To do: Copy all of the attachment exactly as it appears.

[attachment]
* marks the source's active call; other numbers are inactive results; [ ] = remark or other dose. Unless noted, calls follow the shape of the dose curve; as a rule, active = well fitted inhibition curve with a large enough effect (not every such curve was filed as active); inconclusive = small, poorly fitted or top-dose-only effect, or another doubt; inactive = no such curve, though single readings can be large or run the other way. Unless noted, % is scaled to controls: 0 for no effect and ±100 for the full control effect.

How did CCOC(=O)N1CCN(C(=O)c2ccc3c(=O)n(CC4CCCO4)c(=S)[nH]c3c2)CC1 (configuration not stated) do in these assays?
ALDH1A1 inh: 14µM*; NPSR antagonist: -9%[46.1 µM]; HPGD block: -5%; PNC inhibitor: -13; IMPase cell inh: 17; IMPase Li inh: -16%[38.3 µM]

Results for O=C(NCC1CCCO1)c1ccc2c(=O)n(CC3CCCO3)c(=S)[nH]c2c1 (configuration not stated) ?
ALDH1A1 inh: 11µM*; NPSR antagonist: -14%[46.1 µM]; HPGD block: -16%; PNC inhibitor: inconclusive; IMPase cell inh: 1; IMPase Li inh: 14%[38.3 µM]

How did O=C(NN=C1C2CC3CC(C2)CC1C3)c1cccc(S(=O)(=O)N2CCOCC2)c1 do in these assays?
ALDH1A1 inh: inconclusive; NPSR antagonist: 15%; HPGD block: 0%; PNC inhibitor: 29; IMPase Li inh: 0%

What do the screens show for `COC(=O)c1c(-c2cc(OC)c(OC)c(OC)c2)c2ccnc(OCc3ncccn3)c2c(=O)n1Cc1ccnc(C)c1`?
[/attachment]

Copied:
* marks the source's active call; other numbers are inactive results; [ ] = remark or other dose. Unless noted, calls follow the shape of the dose curve; as a rule, active = well fitted inhibition curve with a large enough effect (not every such curve was filed as active); inconclusive = small, poorly fitted or top-dose-only effect, or another doubt; inactive = no such curve, though single readings can be large or run the other way. Unless noted, % is scaled to controls: 0 for no effect and ±100 for the full control effect.

How did CCOC(=O)N1CCN(C(=O)c2ccc3c(=O)n(CC4CCCO4)c(=S)[nH]c3c2)CC1 (configuration not stated) do in these assays?
ALDH1A1 inh: 14µM*; NPSR antagonist: -9%[46.1 µM]; HPGD block: -5%; PNC inhibitor: -13; IMPase cell inh: 17; IMPase Li inh: -16%[38.3 µM]

Results for O=C(NCC1CCCO1)c1ccc2c(=O)n(CC3CCCO3)c(=S)[nH]c2c1 (configuration not stated) ?
ALDH1A1 inh: 11µM*; NPSR antagonist: -14%[46.1 µM]; HPGD block: -16%; PNC inhibitor: inconclusive; IMPase cell inh: 1; IMPase Li inh: 14%[38.3 µM]

How did O=C(NN=C1C2CC3CC(C2)CC1C3)c1cccc(S(=O)(=O)N2CCOCC2)c1 do in these assays?
ALDH1A1 inh: inconclusive; NPSR antagonist: 15%; HPGD block: 0%; PNC inhibitor: 29; IMPase Li inh: 0%

What do the screens show for `COC(=O)c1c(-c2cc(OC)c(OC)c(OC)c2)c2ccnc(OCc3ncccn3)c2c(=O)n1Cc1ccnc(C)c1`?